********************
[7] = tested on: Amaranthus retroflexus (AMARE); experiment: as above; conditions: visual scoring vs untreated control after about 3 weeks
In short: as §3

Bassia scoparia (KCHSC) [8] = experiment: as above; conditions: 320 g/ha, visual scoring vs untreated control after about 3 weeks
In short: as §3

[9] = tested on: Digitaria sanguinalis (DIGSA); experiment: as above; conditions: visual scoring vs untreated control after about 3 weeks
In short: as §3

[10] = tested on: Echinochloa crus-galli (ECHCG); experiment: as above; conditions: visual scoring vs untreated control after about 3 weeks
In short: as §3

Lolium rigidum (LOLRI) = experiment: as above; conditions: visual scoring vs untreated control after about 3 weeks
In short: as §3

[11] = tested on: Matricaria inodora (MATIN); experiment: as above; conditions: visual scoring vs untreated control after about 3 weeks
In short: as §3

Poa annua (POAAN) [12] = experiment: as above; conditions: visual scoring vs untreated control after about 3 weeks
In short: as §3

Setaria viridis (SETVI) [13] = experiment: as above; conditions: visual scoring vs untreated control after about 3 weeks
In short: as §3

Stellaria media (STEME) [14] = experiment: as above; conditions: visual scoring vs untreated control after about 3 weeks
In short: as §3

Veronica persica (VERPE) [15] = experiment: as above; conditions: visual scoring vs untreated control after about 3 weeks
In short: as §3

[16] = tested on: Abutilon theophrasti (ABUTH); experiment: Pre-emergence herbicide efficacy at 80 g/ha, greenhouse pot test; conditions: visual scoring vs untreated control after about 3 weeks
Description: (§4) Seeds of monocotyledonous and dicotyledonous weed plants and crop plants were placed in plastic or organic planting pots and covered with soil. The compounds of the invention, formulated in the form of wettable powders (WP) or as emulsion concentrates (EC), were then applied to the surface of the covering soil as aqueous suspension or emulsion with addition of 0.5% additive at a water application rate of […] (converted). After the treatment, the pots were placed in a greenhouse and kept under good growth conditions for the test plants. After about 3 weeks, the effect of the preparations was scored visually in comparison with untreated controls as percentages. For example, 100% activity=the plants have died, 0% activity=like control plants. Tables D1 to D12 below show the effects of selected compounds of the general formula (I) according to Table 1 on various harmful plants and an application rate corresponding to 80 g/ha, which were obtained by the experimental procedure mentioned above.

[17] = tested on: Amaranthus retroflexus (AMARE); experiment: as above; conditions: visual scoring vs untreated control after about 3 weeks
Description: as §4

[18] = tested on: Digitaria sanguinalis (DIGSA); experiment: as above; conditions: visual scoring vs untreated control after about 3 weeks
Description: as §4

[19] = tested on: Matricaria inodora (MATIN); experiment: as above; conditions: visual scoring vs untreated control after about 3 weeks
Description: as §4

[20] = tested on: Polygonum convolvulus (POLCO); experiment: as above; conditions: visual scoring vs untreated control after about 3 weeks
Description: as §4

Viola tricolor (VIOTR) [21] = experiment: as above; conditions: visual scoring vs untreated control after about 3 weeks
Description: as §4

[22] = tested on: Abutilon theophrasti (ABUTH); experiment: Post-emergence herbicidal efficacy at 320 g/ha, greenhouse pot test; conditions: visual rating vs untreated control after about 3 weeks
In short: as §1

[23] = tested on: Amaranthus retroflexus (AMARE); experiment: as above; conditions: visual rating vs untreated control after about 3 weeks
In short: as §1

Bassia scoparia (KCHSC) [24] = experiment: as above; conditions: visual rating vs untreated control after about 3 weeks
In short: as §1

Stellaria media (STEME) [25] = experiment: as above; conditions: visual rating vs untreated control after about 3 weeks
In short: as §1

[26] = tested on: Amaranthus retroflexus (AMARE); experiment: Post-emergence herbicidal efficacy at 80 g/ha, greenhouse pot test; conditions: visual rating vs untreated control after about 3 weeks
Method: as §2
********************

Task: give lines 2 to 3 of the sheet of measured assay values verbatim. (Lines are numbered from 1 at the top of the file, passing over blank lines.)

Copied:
In short: as §3

Bassia scoparia (KCHSC) [8] = experiment: as above; conditions: 320 g/ha, visual scoring vs untreated control after about 3 weeks